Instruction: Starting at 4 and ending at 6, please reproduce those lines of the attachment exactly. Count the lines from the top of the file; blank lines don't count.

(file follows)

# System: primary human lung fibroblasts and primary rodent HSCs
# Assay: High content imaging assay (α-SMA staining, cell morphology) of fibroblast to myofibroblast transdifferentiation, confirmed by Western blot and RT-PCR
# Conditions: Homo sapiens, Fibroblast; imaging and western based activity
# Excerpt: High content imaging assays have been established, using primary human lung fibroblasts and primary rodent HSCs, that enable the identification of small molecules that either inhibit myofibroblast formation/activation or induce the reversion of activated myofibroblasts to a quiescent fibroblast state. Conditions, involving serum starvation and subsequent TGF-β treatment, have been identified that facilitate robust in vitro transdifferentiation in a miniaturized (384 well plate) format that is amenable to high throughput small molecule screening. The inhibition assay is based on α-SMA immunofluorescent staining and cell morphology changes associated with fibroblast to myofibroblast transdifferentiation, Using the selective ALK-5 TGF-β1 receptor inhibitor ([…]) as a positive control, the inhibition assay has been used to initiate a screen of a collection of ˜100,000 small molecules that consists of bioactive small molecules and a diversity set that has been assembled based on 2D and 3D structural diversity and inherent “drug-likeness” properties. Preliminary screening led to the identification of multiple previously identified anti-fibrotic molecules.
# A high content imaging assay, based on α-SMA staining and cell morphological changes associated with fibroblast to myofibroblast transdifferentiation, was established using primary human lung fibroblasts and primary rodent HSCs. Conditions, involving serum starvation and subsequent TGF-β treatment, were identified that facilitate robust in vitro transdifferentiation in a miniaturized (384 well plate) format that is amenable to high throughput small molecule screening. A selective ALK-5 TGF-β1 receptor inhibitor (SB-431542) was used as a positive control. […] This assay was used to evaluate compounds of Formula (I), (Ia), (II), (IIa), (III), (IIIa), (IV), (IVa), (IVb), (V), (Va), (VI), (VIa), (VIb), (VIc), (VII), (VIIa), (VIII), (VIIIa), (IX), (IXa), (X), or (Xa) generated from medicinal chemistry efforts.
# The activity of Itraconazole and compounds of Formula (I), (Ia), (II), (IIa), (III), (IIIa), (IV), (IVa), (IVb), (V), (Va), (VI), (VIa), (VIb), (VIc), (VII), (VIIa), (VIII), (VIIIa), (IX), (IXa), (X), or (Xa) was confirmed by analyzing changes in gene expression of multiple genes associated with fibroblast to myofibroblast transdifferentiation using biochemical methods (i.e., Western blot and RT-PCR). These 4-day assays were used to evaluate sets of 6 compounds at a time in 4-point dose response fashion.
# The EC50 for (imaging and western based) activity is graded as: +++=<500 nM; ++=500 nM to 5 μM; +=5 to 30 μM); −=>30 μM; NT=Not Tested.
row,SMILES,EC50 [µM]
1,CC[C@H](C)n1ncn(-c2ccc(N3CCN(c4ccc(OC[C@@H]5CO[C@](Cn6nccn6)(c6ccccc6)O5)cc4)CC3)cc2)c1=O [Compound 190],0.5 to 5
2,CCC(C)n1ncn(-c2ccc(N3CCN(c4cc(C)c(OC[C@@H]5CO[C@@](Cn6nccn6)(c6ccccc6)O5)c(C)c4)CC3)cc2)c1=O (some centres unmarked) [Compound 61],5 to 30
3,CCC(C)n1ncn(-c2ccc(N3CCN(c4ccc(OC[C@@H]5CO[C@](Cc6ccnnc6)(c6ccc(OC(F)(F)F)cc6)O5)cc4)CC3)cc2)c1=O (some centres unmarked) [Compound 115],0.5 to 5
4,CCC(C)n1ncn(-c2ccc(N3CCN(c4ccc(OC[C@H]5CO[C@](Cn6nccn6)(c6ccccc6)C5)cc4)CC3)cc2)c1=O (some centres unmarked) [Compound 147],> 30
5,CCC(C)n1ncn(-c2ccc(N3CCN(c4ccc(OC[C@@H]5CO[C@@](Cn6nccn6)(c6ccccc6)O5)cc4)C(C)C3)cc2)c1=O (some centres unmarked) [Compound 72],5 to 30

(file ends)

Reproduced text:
# Excerpt: High content imaging assays have been established, using primary human lung fibroblasts and primary rodent HSCs, that enable the identification of small molecules that either inhibit myofibroblast formation/activation or induce the reversion of activated myofibroblasts to a quiescent fibroblast state. Conditions, involving serum starvation and subsequent TGF-β treatment, have been identified that facilitate robust in vitro transdifferentiation in a miniaturized (384 well plate) format that is amenable to high throughput small molecule screening. The inhibition assay is based on α-SMA immunofluorescent staining and cell morphology changes associated with fibroblast to myofibroblast transdifferentiation, Using the selective ALK-5 TGF-β1 receptor inhibitor ([…]) as a positive control, the inhibition assay has been used to initiate a screen of a collection of ˜100,000 small molecules that consists of bioactive small molecules and a diversity set that has been assembled based on 2D and 3D structural diversity and inherent “drug-likeness” properties. Preliminary screening led to the identification of multiple previously identified anti-fibrotic molecules.
# A high content imaging assay, based on α-SMA staining and cell morphological changes associated with fibroblast to myofibroblast transdifferentiation, was established using primary human lung fibroblasts and primary rodent HSCs. Conditions, involving serum starvation and subsequent TGF-β treatment, were identified that facilitate robust in vitro transdifferentiation in a miniaturized (384 well plate) format that is amenable to high throughput small molecule screening. A selective ALK-5 TGF-β1 receptor inhibitor (SB-431542) was used as a positive control. […] This assay was used to evaluate compounds of Formula (I), (Ia), (II), (IIa), (III), (IIIa), (IV), (IVa), (IVb), (V), (Va), (VI), (VIa), (VIb), (VIc), (VII), (VIIa), (VIII), (VIIIa), (IX), (IXa), (X), or (Xa) generated from medicinal chemistry efforts.
# The activity of Itraconazole and compounds of Formula (I), (Ia), (II), (IIa), (III), (IIIa), (IV), (IVa), (IVb), (V), (Va), (VI), (VIa), (VIb), (VIc), (VII), (VIIa), (VIII), (VIIIa), (IX), (IXa), (X), or (Xa) was confirmed by analyzing changes in gene expression of multiple genes associated with fibroblast to myofibroblast transdifferentiation using biochemical methods (i.e., Western blot and RT-PCR). These 4-day assays were used to evaluate sets of 6 compounds at a time in 4-point dose response fashion.